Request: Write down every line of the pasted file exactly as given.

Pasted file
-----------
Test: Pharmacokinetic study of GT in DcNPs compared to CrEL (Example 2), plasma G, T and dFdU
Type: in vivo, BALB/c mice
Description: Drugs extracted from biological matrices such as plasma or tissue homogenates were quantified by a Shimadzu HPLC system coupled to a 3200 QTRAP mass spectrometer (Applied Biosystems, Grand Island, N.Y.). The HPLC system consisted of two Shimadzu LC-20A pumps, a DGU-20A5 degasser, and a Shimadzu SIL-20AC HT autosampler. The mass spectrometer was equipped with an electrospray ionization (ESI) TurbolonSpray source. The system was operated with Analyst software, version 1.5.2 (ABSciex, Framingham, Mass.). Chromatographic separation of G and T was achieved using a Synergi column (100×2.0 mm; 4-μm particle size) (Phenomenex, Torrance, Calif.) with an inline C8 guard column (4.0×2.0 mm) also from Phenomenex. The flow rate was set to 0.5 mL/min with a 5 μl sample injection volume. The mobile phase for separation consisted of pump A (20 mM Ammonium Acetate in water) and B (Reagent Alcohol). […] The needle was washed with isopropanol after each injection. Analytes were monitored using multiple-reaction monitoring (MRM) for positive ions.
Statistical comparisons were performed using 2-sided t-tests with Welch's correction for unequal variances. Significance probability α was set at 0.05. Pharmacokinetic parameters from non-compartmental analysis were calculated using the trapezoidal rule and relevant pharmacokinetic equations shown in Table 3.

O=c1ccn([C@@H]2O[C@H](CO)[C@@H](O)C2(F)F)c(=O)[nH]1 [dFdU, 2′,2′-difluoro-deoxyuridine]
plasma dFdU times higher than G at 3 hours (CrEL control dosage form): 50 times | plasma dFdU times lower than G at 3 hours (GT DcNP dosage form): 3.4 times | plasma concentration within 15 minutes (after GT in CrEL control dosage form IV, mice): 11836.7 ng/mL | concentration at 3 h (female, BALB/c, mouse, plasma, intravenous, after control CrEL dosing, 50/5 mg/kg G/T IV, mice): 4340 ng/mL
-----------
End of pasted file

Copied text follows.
Test: Pharmacokinetic study of GT in DcNPs compared to CrEL (Example 2), plasma G, T and dFdU
Type: in vivo, BALB/c mice
Description: Drugs extracted from biological matrices such as plasma or tissue homogenates were quantified by a Shimadzu HPLC system coupled to a 3200 QTRAP mass spectrometer (Applied Biosystems, Grand Island, N.Y.). The HPLC system consisted of two Shimadzu LC-20A pumps, a DGU-20A5 degasser, and a Shimadzu SIL-20AC HT autosampler. The mass spectrometer was equipped with an electrospray ionization (ESI) TurbolonSpray source. The system was operated with Analyst software, version 1.5.2 (ABSciex, Framingham, Mass.). Chromatographic separation of G and T was achieved using a Synergi column (100×2.0 mm; 4-μm particle size) (Phenomenex, Torrance, Calif.) with an inline C8 guard column (4.0×2.0 mm) also from Phenomenex. The flow rate was set to 0.5 mL/min with a 5 μl sample injection volume. The mobile phase for separation consisted of pump A (20 mM Ammonium Acetate in water) and B (Reagent Alcohol). […] The needle was washed with isopropanol after each injection. Analytes were monitored using multiple-reaction monitoring (MRM) for positive ions.
Statistical comparisons were performed using 2-sided t-tests with Welch's correction for unequal variances. Significance probability α was set at 0.05. Pharmacokinetic parameters from non-compartmental analysis were calculated using the trapezoidal rule and relevant pharmacokinetic equations shown in Table 3.

O=c1ccn([C@@H]2O[C@H](CO)[C@@H](O)C2(F)F)c(=O)[nH]1 [dFdU, 2′,2′-difluoro-deoxyuridine]
plasma dFdU times higher than G at 3 hours (CrEL control dosage form): 50 times | plasma dFdU times lower than G at 3 hours (GT DcNP dosage form): 3.4 times | plasma concentration within 15 minutes (after GT in CrEL control dosage form IV, mice): 11836.7 ng/mL | concentration at 3 h (female, BALB/c, mouse, plasma, intravenous, after control CrEL dosing, 50/5 mg/kg G/T IV, mice): 4340 ng/mL